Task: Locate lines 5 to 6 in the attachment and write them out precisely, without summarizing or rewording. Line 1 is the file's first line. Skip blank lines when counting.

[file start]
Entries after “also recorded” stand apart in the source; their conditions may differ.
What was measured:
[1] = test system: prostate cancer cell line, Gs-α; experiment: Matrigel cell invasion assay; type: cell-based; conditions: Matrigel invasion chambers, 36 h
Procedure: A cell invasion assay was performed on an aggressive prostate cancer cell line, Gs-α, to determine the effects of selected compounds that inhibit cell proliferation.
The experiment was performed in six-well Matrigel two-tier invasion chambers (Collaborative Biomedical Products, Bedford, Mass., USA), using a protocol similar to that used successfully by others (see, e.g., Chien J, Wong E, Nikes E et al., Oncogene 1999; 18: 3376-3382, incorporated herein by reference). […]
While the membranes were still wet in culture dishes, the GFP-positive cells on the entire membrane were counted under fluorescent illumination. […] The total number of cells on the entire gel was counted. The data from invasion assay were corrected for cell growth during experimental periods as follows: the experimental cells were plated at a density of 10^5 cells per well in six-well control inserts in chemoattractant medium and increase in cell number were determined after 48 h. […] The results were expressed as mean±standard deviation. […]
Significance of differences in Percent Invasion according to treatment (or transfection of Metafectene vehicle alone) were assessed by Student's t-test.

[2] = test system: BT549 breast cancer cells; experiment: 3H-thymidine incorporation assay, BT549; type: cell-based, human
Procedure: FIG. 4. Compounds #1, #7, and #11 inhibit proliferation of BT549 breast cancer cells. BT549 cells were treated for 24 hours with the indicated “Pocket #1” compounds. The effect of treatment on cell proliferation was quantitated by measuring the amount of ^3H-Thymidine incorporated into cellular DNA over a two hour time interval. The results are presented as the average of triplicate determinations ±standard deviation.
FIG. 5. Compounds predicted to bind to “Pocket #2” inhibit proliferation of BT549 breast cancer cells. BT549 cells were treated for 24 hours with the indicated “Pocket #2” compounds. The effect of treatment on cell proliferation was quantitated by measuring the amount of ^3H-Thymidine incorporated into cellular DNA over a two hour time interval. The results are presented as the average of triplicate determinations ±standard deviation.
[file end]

The experiment was performed in six-well Matrigel two-tier invasion chambers (Collaborative Biomedical Products, Bedford, Mass., USA), using a protocol similar to that used successfully by others (see, e.g., Chien J, Wong E, Nikes E et al., Oncogene 1999; 18: 3376-3382, incorporated herein by reference). […]
While the membranes were still wet in culture dishes, the GFP-positive cells on the entire membrane were counted under fluorescent illumination. […] The total number of cells on the entire gel was counted. The data from invasion assay were corrected for cell growth during experimental periods as follows: the experimental cells were plated at a density of 10^5 cells per well in six-well control inserts in chemoattractant medium and increase in cell number were determined after 48 h. […] The results were expressed as mean±standard deviation. […]